I am going through similar challenges here in Papua New Guinea. I am fully aware that I will understand little in my year here but that still makes it hard. I think the challenges come when my 'world view' is very different to many aspects of the people and communities I am working with but I always look for similarities. I think what I find hardest, is when you see or hear something that goes against my world view. In the UK you can challenge those moments, whereas here, it is harder and like you say 'who am I to challenge it'. The toughest example of this was witnessing a man beat a women in the street, it was one of the most violent things I witnessed in my life (at that time, I've seen more since then) and I was unable to do anything.

    Good luck.


  5. i also think you should err on the side of caution remember your not there for a long period of time to make a difference in that subject. trust your instincts lucy they are usually right love mummy

  6. Hard to comment on this without offending someone (please remember I love all people, women, men, animals, and all the races under the sun), and I am probably boring people reminding them we are animals on most posts.
    Anyhow, as offended as some people will be, I have to be honest, I believe that a lot of this is based on our animality (not sure if that's a word) if you look at other animals and mammals in general, they are polygamists or polygynists, they have no polictical reason or agenda behind that, it is how they naturally live. There were societies who practised Polyandry which is interesting, in India, Tibet so it's good to see it can work the other way.

    But like I said, it seems to be the natural way of life in the animal world, I really do not agree with the violence women experience, there is no excuse for that, and also the fact they have no control of their husband's estate if he dies, this is the warping effect society has on our natural state.
    In nature, lions don't beat their wives savagley, they may have a bit of rough play and occassional clip, but although the lion is the figurehead and the highest position in his pack or family, he respects his lioness and his and his families need for her. The pack would not funtion properly without her.

    Feminism had upsides, but has made it hard for guys to talk freely on this subject or voice their opinions. As painful as it is, I will try, our society and planet are half on anti depressants and other drugs because things seem wrong, I really think more of us are depressed because "society" has skewed our natural state of being so much that it's no surprise a lot of us feel life is .. somehow wrong.
    There is no depression in the animal world, there is no suicide (lemmings aside) there is no beating, though unfortunately it seems politics IS a natural way of life for animals, buth they don't have the corruption we have evolved as humans.
    Sorry, no real help there.
    I really do not think Polygamy should be outlawed or derided as in a lot of ways, it works. I also think that when people think of polygamy they are focussing on the negatives. There have to be people in that situation that are truly happy, because of that animal tendency to want polygamy, and they have other wives (or in the case of Polyandry husbands) to share the burdens of life. Think how busy mums and dads in this country are, working as well as trying to look after the children, childcare, school runs, as well as financial troubles, it really does make sense to share the burden. Parents in general in this country spend more time in work than with their kids which leads to problems with the kids feeling their world is fractured and maybe feel less-loved. Whereas in either polygamy or Polyandry there is always a parent around. People I know who have visited places with polygamy have said how 'strangely' happy the people are despite having less and being in a situation that SEEMS so wrong to us, maybe we need to look at our society and query whether it and we are wrong (aside from the violence, that IS wrong).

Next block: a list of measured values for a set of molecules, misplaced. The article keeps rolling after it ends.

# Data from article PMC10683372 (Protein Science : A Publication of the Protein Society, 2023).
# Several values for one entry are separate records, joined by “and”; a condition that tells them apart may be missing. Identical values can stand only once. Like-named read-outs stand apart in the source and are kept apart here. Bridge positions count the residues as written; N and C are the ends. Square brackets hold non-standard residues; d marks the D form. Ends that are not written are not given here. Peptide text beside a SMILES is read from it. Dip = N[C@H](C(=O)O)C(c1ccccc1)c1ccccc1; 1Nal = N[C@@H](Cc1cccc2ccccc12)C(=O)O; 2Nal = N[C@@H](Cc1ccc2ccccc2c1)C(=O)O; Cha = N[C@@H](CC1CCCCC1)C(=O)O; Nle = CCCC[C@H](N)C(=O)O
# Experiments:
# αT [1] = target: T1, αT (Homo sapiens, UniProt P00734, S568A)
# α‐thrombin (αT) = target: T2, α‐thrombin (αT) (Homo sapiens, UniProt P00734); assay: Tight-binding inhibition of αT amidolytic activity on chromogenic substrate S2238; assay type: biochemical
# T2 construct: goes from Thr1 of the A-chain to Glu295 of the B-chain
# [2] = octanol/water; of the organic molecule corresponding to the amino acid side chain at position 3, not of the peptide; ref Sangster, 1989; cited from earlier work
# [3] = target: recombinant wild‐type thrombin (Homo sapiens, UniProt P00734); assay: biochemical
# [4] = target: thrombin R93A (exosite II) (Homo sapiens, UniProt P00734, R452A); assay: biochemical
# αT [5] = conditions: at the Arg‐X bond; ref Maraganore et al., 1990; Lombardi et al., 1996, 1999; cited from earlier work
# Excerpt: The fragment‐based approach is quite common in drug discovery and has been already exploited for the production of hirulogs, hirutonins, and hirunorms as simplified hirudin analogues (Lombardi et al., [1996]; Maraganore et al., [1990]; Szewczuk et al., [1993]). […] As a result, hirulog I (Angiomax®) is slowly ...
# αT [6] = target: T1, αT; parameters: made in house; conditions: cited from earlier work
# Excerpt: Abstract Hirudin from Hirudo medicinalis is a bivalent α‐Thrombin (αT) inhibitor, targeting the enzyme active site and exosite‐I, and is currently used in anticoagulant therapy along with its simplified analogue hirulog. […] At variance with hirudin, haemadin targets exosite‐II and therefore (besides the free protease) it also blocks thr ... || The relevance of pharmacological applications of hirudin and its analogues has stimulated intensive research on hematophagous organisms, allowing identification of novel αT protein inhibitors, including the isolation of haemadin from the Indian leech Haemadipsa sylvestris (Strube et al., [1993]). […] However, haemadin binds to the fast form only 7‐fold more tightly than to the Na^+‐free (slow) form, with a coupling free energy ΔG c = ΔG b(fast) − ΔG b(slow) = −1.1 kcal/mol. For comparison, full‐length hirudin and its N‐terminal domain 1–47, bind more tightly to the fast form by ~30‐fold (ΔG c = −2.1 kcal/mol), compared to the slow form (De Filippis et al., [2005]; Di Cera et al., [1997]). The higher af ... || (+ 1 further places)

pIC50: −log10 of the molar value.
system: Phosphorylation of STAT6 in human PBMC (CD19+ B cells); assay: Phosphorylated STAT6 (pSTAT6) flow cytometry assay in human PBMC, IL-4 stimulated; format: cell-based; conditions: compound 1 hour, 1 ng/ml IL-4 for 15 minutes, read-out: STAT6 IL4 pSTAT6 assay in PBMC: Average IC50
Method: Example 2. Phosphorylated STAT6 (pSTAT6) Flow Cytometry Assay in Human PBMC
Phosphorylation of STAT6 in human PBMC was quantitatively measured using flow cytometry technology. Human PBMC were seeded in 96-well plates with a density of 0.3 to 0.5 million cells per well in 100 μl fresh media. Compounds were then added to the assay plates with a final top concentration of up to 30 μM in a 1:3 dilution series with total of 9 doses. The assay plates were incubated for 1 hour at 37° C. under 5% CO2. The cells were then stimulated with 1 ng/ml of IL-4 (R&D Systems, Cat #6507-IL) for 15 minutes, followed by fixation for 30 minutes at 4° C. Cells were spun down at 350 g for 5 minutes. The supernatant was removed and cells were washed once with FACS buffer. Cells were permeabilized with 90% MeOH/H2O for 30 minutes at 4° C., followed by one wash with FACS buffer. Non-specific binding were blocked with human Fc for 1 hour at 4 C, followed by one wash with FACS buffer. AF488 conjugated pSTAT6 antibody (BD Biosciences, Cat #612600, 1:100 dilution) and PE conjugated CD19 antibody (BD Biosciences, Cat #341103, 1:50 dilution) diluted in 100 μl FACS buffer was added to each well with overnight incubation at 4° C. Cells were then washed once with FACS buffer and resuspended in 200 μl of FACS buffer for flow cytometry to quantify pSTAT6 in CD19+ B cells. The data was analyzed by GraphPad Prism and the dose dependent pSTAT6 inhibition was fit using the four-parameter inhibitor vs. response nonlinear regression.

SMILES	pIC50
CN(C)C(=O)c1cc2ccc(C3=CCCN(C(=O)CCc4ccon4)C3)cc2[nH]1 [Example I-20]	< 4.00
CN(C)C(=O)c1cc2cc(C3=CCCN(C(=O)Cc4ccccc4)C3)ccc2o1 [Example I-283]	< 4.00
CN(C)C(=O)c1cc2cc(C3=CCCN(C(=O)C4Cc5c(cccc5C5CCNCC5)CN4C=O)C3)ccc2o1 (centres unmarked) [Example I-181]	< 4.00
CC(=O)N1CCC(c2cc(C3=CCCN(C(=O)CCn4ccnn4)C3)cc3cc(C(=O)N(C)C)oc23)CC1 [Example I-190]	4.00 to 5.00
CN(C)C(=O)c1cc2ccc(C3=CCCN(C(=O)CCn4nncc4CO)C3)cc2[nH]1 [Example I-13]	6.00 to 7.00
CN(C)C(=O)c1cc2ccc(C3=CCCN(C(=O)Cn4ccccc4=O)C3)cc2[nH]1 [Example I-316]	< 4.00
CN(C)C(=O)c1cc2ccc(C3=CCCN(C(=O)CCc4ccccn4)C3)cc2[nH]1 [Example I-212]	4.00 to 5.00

To be clear I wouldn't have the energy for multiple wives so this is an opinion not based on desire, hopefully that makes it more objective.

    Love as always sis x

  7. Totally agree with the whole suicide and our society warping us thing, especially having travelled so much and seen how material wealth affects us negatively in the West because we get greedy and end up having a warped sense of happiness.

    Good points, well made, bro

    I agree, for the most part, about polygamy being an animal instinct that humans are not immune to, I just think that if a guy can have multiple wives, why not the other way around? The only other complication is the STD's and Aids, it is a factor in Africa and its an unfortunate that polygamy adds to the problem, but I have no problem with polygamy in itself. Its more the equality thing and how that plays out here. Its really distressing sometimes to see a woman completely treated like a possession.

  8. I can only imagine sis, it really is a tough situation, and you know how big my respect for women is, violence and being treated as a possesion hurts me to the core.
    I mentioned Polyandry, well worth loooking at this wiki , very interesting it was and maybe is still practised on the other side of the coin (Women with multiple husbands). I just wish that equality and choice existed in African countries.
    Aids & STDs are still as big a problem as ever, yeah. Over the years we've heard of lots of big charities spending their funds on AIDS & STD awareness, I just wonder why the message isn't getting through. Do they have anything like the shock photos you see on embarassing bodies? There's nothing like showing a guy a discharging p*nis (not in that way!) or a syphillis sufferer riddled with sores to make you think twice about having sex without a condom. Gotta be honest, the AIDS ads we had on TV as kids with the tombstones made me more safety conscious. Just checked youtube and they have it
    I wonder whether eventually polygamy will dissapear, it may just be a case of having patience, in the same way women's rights and racial equality (for the most) have only really just come into fruition in our 'society' after hundreds of years of oppression, it may just take time.
    I think if we look at the growth of our own society and take it as a model of sorts, it WILL happen, women will get more rights, other religions will be more tolerated, etc, but the struggle will have to continue for a time unfortunately.
    Maybe because in the western world we are so used to getting instant results, be it flying around the world in a fraction of the time it would take by foot or microwaving a one minute meal for tea, we are in a rush for the result and want it to happen today.
    I think this is a destination that needs to be walked to, pace by pace.
    Big hugs Sis